My colleague Martin Kuppinger recently (and quite a while ago) has posted some critical articles on smart infrastructures in his blog.Yes, security is a big issue there. However, it is not only about security in these more or (in most cases) less smart infrastructures. It is also about making these infrastructures work at all and, last but not least feasible for a large audience.
In my home, which is a so called passive house (well insulated, large, south bound windows for passive solar heating, saving 98.5% of heating energy compared to a standard building…) I have a smart meter. I have solar panels on my roof and the sun also is producing the warm water. Altogether, the house is producing more energy than we are consuming, so that we can sell electric energy back to the supplier during the day. The utility company, which had to install such smart meters by law, would not have done that if I had not insisted on doing that. And I know now why.
Because the utility company is not able to “meter smartly”. During the past few weeks we had repeated visits by their employees trying to collect the data the smart meter has collected. They are using the human interface between their central and my house with somebody making an appointment and then visiting me, bringing along some small device for infrared for communication between the smart meter and his own mobile device. That infrared device than should send the data via Bluetooth to an iPhone app. So the interface looks like this: phone-appointment — car — walk — doorbell — visiting the smartmeter — attaching the infrared device to the smart meter — waiting with the iPhone in hands until something happens — and waiting — and waiting — and back to start. This obviously is a perfect mix of unsecure devices and unsecure and inefficient communication standards and processes.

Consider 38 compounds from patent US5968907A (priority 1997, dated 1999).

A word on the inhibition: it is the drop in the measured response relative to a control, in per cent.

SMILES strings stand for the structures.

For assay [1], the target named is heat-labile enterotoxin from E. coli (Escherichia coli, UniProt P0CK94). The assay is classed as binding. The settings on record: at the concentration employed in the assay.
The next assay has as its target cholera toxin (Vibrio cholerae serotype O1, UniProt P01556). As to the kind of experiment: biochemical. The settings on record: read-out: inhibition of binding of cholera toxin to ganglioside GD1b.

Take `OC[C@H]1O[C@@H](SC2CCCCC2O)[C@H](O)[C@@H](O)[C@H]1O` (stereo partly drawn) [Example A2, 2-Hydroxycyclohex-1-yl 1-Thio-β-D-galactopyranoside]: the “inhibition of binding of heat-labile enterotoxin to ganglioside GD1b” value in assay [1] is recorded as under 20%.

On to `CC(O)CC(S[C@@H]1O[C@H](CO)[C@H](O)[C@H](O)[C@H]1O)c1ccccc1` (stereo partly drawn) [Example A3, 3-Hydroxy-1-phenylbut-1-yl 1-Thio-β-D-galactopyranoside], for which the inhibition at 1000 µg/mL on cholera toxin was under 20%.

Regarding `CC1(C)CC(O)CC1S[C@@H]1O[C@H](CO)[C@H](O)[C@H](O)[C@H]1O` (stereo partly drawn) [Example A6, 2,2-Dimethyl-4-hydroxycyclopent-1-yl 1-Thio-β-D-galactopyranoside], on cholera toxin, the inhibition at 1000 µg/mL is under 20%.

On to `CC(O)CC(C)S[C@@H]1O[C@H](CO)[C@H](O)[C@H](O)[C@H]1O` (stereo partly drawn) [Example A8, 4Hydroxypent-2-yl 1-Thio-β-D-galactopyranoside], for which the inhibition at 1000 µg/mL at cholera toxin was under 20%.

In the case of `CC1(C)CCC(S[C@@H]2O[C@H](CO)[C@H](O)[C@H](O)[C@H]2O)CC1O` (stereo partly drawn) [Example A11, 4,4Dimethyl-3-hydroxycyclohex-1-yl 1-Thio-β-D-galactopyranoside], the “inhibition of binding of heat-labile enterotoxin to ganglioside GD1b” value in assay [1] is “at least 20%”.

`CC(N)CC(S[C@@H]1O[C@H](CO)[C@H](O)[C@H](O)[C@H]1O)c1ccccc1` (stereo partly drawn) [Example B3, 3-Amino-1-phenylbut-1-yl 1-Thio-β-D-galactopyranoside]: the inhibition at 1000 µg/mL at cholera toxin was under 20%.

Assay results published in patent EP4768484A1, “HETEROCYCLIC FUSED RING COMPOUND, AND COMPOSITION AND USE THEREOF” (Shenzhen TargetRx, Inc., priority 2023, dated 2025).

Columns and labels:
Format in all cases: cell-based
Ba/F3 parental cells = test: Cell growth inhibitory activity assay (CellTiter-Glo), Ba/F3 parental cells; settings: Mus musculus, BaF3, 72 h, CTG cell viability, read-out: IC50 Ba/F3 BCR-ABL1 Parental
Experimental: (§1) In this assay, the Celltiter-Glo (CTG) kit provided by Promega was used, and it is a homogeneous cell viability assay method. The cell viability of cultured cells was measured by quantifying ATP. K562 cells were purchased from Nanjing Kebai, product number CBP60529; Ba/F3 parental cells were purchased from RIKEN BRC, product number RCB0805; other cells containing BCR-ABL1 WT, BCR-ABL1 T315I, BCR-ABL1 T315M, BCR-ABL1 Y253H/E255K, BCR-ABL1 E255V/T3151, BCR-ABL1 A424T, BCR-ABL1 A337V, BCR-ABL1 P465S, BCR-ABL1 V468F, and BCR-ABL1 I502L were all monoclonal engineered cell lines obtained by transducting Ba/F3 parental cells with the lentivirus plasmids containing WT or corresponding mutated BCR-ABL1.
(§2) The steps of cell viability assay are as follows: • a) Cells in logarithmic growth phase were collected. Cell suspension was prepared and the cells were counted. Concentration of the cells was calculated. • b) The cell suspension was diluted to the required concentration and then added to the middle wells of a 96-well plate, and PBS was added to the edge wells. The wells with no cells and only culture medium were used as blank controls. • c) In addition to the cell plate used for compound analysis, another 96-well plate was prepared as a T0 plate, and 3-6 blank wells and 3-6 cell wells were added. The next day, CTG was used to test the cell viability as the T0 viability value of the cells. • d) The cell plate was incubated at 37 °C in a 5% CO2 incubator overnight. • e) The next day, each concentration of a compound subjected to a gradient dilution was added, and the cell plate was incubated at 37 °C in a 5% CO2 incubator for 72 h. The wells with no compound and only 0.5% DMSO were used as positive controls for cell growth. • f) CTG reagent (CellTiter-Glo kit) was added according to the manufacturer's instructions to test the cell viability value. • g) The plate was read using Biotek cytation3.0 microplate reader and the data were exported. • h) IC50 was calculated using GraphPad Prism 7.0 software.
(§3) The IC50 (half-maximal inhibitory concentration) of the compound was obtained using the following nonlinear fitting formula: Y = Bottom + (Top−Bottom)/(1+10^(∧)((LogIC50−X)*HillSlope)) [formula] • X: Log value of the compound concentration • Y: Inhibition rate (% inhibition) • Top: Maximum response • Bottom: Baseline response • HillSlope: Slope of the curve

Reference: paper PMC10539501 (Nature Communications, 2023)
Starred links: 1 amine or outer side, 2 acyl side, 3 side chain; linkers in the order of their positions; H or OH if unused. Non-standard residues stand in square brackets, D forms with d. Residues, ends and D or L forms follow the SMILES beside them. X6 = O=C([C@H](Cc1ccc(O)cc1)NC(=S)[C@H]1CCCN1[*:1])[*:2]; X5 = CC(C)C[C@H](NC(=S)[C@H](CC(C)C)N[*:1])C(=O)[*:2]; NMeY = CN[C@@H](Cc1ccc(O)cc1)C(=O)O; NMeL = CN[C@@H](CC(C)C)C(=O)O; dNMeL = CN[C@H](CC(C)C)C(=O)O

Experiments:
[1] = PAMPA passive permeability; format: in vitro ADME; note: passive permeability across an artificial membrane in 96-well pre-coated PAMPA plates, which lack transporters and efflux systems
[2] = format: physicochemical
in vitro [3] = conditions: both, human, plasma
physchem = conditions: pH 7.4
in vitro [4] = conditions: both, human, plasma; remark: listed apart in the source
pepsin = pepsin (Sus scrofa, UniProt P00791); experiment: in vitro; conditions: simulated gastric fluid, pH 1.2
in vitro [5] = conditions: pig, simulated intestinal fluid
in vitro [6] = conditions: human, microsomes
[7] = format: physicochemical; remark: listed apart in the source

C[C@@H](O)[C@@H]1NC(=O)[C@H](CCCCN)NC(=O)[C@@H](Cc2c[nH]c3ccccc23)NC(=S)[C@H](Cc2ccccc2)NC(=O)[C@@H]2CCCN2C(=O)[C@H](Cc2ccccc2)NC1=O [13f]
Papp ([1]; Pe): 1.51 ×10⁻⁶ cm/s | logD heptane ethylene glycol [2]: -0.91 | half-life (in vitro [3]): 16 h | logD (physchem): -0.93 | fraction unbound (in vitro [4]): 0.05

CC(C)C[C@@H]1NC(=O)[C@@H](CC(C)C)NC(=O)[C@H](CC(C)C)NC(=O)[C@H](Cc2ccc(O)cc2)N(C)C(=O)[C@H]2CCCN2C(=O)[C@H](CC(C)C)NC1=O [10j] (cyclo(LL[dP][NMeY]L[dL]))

However, the risk is limited given that it just does not work. The utility companies’ employees are waiting for minutes in front of the smart meter, hoping that something shows up in their app. That did not happen. On the other hand, he was not able to manually read the data from the smart meter because he just had no clue what the different values shown on the smart meter’s display are about. Eh — I didn´t mention before — it is more than one smart meter. We have a separate one for the solar energy we sell to the utility and we have one that counts the solar energy we user ourselves. But those meters are read by a different person and not together with the reading of the meter measuring the inbound energy consumption.
Now, luckily enough, I have a door with motor lock at my home, which I can operate remotely though my windows phone, so that I don´t necessarily need to be at home when somebody from the local utility company makes appointment (or just rings the doorbell). Until the day I got these smart meters in my home, I thought that they are built to be connected and read remotely. But this is not the case. The meter would be able to, but oviously the infrastructure for accessing those meters remotely does not exist. And also, having experienced the skills level of the person operating the reading device, it probably is better for me if the utility don´t even try to remotely connect to my meters. Being smart is definitely being something different. And no one needs to wonder why I’m the only one in my neighborhood with a smart meter.
This story and the topic of smart metering is not only about security. It is about building an infrastructure that works smart. It is about having smart, well educated, and informed employees that can handle that new infrastructure. Both security and the lack of usability are symptoms of a horribly planned entry into smart infrastructures. This is probably one of the very big misses over here in Europe and the main reason why we are now entering a period of ultra-high hacking damages ….